This Time Next Year
This Time Next Year, a New Year-themed British novel about a young woman in a pandemic-less 2020, offers not an enchanting dream of what this year could have been, but a story whose moral is: rich people are as miserable as we are, so warm yourself with that thought when you loathe your life.
Minnie Cooper was born mere moments into 1990, and one moment behind Quinn Hamilton. Minnie’s family is working class, and her mother had hoped to win a monetary prize for having the first London baby of 1990. Instead, the prize went to the Hamiltons, a wealthy family. Now, on New Year’s Eve 2019, Minnie is seconds from the Big Three-O Birthday and deeply attached to the Cooper family narrative that says she is luckless while Quinn is the recipient of all the best fruits from the universe’s luck tree. After being accidentally locked and forgotten in the bathroom at a New Year’s Eve’s party, Minnie is liberated by the handsome Quinn himself. They realize they’re part of each other’s life story and over the course of the year, Minnie and Quinn become involved in each other’s lives, ostensibly on the path to romance, though neither one appeals much as a main character, let alone as a life partner.
Minnie is one of the least enjoyable heroines I’ve encountered in my reading days. Minnie works at No Hard Fillings, “a business making pies for the needy” described as akin to “Meals on Wheels”. The name is especially funny because Minnie is FULL of hard feelings. She’s the sort of person who gives the best of herself to strangers and the worst to friends, family, and potential lovers. On the surface, she’s a good person who’s chosen a career of caring for others, but behind closed doors she’s thoughtless and destructive. The book and everyone in it know it, which provides the reader some relief, but not enough – when encountering Quinn after he’s placed an order that temporarily saves her business and she informs him “I didn’t set up my business to cook for rich City boys”, Quinn points out “the massive chip you [Minnie] carry around on your shoulder.”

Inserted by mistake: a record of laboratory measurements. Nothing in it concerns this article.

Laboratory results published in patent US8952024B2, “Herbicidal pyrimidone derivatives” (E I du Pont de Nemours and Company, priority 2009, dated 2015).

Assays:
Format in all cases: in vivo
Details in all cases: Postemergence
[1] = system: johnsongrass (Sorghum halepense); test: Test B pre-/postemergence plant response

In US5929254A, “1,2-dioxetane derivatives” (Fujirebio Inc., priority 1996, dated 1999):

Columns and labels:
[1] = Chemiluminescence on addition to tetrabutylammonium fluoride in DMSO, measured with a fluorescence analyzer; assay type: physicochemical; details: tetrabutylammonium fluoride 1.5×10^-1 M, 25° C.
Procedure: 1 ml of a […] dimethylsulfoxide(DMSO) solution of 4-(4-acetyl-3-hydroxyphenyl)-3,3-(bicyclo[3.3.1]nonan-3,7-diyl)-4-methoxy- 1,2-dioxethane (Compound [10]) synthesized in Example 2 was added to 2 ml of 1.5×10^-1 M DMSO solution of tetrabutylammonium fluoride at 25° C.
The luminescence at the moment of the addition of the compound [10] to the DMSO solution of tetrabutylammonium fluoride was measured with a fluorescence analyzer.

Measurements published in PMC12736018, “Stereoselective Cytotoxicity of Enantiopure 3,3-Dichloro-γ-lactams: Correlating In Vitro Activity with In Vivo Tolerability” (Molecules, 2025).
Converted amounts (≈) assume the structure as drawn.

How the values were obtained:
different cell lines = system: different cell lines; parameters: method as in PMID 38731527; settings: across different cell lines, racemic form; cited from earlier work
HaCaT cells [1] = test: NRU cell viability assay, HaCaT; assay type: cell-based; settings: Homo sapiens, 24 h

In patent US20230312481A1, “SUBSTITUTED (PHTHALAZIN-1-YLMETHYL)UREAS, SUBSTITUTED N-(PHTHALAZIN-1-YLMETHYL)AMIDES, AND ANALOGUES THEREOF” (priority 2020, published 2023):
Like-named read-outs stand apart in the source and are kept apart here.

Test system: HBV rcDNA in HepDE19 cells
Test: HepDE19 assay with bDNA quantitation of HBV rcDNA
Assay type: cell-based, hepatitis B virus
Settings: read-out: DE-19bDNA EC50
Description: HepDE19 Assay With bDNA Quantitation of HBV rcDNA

Quinn is a weird, low-libido version of a British Christian Grey: at one point he rolls up to save Minnie in a literal Bentley. Minnie herself makes the comparison and wonders, “Oh god, maybe this was some kind of Fifty Shades of Grey scenario and the pies had just been a ruse to get her up here and show off his big fancy office and secret sex dungeon”. But Quinn’s so burnt out from acting as caregiver for his “agoraphobic” mother that when in the company of his girlfriend (not Minnie), he thinks how he “wondered if, just once, they couldn’t simply watch a DVD and not have sex four times.” He gets into therapy, but I think he and his therapist will need to work on his self-confessed tendency to be “subconsciously attracted to women with unappealing qualities”. He’s certainly not breaking that streak with Minnie.
The New Year’s premise sounds more intriguing than it is; the story jumps back and forth in time to a few important prior NYEs and NYDs, but otherwise, this is pretty much just straight up contemporary British women’s fiction. The writing itself is fantastically readable but never distinct, and by the two-thirds mark there’s no compensating for the misery of Minnie and Quinn. There are other secondary characters – Minnie’s best-friend whose colorful personality is expressed by the colors she dyes her hair, etc. In the end, everyone has a personal and/or professional breakthrough and, when necessary, becomes a better person.
It’s hard to imagine how a book could offer a vision of 2020 only slightly more appealing than the one we’re living in, but This Time Next Year does. I wouldn’t make any New Year’s resolutions to read this book.
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